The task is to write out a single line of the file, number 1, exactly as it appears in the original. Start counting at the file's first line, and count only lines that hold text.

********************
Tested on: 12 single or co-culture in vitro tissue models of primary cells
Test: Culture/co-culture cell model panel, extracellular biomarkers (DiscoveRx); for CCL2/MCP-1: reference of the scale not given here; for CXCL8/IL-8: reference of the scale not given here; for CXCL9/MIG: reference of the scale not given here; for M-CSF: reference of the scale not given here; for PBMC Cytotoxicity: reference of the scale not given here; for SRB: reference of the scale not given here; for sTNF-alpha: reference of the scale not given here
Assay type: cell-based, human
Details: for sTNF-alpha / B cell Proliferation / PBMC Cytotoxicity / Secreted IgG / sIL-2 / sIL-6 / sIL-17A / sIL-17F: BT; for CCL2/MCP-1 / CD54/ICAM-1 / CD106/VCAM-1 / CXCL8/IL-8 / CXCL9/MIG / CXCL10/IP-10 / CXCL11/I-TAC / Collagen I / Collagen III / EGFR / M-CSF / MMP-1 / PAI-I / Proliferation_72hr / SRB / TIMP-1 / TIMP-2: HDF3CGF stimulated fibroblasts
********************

Tested on: 12 single or co-culture in vitro tissue models of primary cells